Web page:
In the early 90's, one film taught us how to handle the truth.
That film was an all-star cast courtroom drama known as A Few Good Men.
Starring the likes of Tom Cruise, Jack Nicholson, Demi Moore, Kevin Bacon and Kiefer Sutherland, the movie could have easily been a dull affair seeing as it all revolved around a trial but somehow it managed to be not only universally accessible but actually surprisingly gripping and memorable.
The plot follows a couple of US Navy men as they are arrested for the murder of a fellow soldier. Cruise's cocky military lawyer Daniel is hired to defend them and what could have easily been an open-and-shut case turns out to be much more complicated than that as the accused claim to have been acting under orders. We pretty much know who is to blame early on but it's whether Daniel can prove it or not in court that becomes a primary source of suspense. Also, the military "code" and its unspoken extra rules constantly get in the way of gathering valuable evidence. Whether it's Sutherland's harsh Lieutenant, Nicholson's intimidating Colonel or the young defendants themselves, the truth is one that's hard to bring to light when these guys are the main players in this subtle game of justice, codes and morals. The perfect performances do certainly help to make this movie as watchable as it is. Cruise brings energy to his character and, although his unhealthy obsession with baseball feels a little forced, he manages to be a likeable douche you actually root for throughout. Moore isn't the most memorable part of this movie but she plays her part well. It's actually refreshing to see a female character be a love interest but not letting that be the sole focus of her being: the film prioritises the story, the case at hand, as do its characters, never getting side-tracked into romantic fluff, which would mostly be distracting.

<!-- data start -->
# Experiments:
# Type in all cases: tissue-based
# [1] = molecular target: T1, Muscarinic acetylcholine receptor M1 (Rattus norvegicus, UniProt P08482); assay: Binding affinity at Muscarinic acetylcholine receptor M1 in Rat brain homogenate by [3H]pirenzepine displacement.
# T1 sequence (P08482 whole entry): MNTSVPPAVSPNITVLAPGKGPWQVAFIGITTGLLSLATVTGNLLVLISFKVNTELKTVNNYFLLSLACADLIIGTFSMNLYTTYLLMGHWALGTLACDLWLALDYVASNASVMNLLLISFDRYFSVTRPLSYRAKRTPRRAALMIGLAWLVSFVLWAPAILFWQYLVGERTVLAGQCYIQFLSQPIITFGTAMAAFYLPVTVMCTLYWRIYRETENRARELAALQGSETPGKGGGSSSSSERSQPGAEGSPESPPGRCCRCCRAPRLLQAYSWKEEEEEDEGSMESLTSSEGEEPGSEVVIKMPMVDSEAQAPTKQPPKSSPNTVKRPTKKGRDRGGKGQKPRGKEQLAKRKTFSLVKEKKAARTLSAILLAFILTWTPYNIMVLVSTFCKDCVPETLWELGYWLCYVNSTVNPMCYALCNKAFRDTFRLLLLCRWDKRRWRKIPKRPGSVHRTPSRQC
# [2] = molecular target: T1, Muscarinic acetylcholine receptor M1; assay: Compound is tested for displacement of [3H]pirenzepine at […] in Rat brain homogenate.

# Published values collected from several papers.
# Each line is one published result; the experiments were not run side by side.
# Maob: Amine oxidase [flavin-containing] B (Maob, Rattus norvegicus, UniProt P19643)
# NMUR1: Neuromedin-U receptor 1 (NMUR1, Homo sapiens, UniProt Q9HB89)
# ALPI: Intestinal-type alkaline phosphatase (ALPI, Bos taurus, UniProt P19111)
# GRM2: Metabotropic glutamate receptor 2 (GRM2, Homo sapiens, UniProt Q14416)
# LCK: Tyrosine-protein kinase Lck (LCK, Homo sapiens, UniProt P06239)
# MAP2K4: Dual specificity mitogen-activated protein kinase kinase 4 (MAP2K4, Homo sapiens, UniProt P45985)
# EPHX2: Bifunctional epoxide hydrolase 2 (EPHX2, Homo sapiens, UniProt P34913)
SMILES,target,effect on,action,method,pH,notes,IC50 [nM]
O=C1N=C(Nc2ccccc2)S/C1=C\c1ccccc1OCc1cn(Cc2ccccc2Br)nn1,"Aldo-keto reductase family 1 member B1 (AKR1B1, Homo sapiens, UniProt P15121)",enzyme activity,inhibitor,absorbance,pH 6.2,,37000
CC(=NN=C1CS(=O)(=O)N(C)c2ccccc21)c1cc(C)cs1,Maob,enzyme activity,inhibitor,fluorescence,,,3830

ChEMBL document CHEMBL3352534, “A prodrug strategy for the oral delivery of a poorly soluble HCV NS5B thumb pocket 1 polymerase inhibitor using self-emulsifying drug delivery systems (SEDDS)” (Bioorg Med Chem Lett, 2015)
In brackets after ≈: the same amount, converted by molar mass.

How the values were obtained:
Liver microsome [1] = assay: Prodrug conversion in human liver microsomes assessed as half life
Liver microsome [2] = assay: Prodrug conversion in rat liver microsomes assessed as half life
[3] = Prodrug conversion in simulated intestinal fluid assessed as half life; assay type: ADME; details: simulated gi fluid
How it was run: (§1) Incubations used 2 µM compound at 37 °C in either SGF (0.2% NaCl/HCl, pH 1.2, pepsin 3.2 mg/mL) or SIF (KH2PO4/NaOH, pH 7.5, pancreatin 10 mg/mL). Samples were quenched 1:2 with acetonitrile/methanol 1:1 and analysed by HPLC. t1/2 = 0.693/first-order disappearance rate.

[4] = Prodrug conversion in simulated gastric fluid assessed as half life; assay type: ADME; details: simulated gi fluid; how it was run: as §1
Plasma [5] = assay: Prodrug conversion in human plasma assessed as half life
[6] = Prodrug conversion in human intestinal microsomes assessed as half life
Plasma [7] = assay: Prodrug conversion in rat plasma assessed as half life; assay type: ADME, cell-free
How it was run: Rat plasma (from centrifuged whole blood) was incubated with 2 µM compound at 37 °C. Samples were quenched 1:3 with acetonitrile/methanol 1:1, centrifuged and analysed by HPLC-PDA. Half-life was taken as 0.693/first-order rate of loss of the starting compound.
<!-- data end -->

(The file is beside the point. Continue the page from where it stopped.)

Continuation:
A Few Good Men feels a little bit like a really high-budget pilot to a TV series in that it opens with a murder and its resolution is nicely self-contained, leaving the door open for further cases to be explored. In fact, the film was based on a play by Aaron Sorkin, who would go on to write the likes of The West Wing, The Newsroom and even The Social Network. It really is a testament to how good Sorkin is at writing this kind of drama that a film based on a play of this type can be this compelling. The interchanges between the characters pre-trial go from playful to subtly biting and the dialogs during the courtroom parts can get pretty explosive, especially by the time the good old Colonel makes his way there. The film is dramatic and its plot is serious but it feels fresh and it has a light-hearted feel to it at times, occasionally bringing in a little comic relief. After all, you've got Kevin Pollak in there, scary Jack Bauer, Tom Cruise getting drunk and going ape-shit and the whole thing is directed by Rob "This Is Spinal Tap" Reiner so there was always going to be a couple of laughs in there. The film is very much of its time since, if it was released these days, it would no doubt include a huge twist of some kind. A Few Good Men does have its mini twists and turns but it doesn't go for cheap gimmicks and is all the better for it.
Overall, this is one of the most entertaining and fun courtroom dramas you're likely to see (though Body Of Evidence was pretty unintentionally hilarious). You've got a brilliant cast, some terrific writing and an involving storyline in a well-paced, never dull flick, what more do you want? Cuba Gooding Jr.?
He's in the film too.
Worth checking out.